IN DALE CARNEGIE'S classic book, How to Win Friends and Influence People,
Carnegie lists 30 principles, but Carnegie knew you really only
have to follow one rule, and all the others will be done naturally:
Try to see things from the other person's point of view. Carnegie
knew it and you know it. It is the secret to good human relationships.
But here's something you may not know:
You can do it visually. You can do it auditorily by asking,
"How would I feel if I had just lost my job?" or whatever
the case may be. You can ask yourself questions that make you
think about what it would be like to be that other person. But
you can also do it visually. You can imagine actually seeing
out the other person's eyes. Imagine literally seeing from the
other person's point of view. Physically. If they are shorter
than you, try to imagine what the world would be like from that
height. Try to actually imagine being that person, and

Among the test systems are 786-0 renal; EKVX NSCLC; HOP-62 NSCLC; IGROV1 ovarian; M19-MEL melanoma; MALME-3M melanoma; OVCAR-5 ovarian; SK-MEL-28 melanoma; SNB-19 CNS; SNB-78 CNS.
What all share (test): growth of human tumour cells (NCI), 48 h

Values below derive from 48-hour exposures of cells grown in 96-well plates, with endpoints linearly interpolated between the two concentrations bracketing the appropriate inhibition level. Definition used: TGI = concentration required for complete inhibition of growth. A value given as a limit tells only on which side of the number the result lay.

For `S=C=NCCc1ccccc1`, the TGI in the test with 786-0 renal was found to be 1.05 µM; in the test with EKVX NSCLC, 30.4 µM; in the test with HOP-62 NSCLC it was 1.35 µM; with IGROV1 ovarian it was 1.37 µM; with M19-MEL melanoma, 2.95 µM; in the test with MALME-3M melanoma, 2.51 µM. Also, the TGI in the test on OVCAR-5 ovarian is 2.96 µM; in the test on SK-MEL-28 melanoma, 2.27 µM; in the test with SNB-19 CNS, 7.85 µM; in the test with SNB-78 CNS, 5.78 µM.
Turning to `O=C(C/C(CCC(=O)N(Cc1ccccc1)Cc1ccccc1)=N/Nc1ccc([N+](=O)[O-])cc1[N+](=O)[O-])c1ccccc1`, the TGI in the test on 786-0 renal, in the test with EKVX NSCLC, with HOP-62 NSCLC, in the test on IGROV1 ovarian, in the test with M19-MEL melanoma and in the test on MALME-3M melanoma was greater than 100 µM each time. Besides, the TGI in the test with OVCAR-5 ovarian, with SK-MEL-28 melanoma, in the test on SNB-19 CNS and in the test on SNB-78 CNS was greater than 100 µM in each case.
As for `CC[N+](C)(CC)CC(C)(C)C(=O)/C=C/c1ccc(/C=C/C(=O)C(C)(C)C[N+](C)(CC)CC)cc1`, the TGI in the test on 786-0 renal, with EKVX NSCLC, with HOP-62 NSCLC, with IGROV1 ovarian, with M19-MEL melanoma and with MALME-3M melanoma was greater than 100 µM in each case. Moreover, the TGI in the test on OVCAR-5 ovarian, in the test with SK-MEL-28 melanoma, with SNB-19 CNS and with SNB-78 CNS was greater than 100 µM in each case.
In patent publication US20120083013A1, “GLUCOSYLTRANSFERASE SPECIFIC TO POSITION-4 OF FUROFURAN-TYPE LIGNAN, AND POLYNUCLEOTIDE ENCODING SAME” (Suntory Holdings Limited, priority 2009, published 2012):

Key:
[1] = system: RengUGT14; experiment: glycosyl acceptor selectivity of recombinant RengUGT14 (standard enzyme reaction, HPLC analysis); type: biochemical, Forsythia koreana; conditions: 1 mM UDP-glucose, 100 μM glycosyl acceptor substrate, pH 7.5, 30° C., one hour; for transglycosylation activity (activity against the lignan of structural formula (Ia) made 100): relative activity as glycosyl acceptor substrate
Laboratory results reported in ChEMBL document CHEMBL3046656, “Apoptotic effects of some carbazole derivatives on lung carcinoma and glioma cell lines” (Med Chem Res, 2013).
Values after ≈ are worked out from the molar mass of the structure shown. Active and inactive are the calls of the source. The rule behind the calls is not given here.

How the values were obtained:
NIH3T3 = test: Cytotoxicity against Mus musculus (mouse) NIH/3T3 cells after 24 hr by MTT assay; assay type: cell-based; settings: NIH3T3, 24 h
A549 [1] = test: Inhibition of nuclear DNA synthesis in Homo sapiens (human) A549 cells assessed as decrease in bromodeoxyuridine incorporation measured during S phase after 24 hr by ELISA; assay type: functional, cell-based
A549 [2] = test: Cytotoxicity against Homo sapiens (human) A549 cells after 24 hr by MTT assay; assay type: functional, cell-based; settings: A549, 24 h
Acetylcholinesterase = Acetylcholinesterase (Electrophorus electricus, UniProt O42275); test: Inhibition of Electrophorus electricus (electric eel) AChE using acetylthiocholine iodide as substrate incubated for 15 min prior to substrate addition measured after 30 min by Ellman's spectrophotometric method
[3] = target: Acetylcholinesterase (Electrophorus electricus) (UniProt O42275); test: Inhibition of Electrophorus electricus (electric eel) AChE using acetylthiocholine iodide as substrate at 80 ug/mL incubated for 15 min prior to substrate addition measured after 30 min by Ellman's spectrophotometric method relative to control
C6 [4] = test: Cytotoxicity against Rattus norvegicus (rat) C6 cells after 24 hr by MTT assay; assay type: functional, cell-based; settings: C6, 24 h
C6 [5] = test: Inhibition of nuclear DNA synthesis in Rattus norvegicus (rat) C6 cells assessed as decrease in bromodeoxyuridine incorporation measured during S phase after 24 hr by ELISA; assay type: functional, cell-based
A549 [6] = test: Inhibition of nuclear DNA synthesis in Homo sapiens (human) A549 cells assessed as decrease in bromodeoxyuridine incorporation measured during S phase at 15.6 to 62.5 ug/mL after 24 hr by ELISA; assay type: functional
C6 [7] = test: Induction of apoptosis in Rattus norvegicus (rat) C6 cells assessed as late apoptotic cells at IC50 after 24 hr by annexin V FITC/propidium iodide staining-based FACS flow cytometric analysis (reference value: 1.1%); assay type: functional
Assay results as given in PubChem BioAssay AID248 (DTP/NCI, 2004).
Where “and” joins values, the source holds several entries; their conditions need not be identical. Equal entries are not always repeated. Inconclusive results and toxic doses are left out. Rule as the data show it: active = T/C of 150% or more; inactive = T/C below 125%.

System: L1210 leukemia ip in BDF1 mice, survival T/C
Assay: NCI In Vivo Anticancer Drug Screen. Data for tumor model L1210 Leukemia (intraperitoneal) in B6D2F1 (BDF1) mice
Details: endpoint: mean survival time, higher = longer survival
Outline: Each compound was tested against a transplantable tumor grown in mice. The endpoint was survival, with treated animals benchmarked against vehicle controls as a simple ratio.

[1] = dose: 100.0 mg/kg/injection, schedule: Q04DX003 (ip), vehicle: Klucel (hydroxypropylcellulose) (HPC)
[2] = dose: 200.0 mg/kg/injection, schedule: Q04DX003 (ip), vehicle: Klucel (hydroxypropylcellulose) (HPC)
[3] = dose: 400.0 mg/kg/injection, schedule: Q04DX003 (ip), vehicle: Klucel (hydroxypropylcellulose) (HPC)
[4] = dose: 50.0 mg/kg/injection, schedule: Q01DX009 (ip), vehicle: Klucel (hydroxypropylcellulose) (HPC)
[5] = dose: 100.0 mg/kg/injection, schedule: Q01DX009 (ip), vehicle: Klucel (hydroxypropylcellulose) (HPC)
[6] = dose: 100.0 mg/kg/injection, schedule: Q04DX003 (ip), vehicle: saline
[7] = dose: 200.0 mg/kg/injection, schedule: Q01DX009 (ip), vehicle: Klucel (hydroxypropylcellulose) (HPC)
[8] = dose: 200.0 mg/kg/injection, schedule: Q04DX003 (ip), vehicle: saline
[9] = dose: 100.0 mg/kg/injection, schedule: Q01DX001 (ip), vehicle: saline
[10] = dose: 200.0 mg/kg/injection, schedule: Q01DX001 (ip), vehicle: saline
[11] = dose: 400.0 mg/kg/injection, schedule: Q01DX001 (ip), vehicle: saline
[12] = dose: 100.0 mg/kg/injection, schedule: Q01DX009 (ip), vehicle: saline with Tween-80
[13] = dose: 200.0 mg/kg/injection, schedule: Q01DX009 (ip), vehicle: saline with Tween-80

include all you know about them.
Do this, and your interactions with that
person will be higher quality. It takes a little effort, but
you won't break a sweat. It's all in your head.
The ability to empathize is the cornerstone
of good human relationships. And good human relationships will
make your life easier and better in a thousand different ways.
For example, in a study by researchers
from Vanderbilt University, doctors who didn't listen well or
look at things from the patient's point of view got twice as
many complaints from their patients and were sued more often
than doctors with good human relations.
Another researcher found that taxpayers
who are being audited are five times more likely to be denied
a request by the auditor if they are interacting poorly. In this